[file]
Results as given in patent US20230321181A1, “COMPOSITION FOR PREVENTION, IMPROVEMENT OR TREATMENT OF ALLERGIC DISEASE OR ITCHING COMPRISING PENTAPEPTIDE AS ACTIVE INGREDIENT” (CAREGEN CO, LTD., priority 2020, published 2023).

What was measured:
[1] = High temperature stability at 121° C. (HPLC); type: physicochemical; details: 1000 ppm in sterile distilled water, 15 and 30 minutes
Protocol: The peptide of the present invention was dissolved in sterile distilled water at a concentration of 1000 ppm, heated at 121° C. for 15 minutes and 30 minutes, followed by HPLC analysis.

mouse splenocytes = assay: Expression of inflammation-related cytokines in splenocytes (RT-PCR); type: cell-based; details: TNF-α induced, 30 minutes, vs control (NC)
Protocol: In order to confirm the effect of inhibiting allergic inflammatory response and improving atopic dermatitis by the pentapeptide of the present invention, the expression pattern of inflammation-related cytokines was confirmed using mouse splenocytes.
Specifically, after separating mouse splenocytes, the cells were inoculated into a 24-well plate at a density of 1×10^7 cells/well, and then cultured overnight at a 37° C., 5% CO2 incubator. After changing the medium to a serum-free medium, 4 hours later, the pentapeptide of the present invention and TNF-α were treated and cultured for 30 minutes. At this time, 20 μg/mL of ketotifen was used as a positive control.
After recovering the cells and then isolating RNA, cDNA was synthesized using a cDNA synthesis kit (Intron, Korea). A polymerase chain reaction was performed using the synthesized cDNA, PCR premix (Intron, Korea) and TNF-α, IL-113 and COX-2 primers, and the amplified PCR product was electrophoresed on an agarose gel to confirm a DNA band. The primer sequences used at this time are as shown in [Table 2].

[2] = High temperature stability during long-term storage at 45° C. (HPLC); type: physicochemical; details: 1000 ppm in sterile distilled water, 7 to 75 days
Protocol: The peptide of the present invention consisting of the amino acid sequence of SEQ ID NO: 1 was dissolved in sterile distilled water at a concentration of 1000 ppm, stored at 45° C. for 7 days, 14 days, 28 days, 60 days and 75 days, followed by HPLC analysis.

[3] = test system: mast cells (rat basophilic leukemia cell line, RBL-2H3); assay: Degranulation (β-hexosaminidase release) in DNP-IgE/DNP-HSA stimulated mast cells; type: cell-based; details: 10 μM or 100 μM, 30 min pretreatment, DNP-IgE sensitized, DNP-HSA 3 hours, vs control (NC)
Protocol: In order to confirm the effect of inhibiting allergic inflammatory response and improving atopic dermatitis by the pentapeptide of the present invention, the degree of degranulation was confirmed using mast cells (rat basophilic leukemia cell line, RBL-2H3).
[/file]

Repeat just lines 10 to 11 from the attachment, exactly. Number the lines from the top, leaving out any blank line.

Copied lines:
Protocol: The peptide of the present invention consisting of the amino acid sequence of SEQ ID NO: 1 was dissolved in sterile distilled water at a concentration of 1000 ppm, stored at 45° C. for 7 days, 14 days, 28 days, 60 days and 75 days, followed by HPLC analysis.

[3] = test system: mast cells (rat basophilic leukemia cell line, RBL-2H3); assay: Degranulation (β-hexosaminidase release) in DNP-IgE/DNP-HSA stimulated mast cells; type: cell-based; details: 10 μM or 100 μM, 30 min pretreatment, DNP-IgE sensitized, DNP-HSA 3 hours, vs control (NC)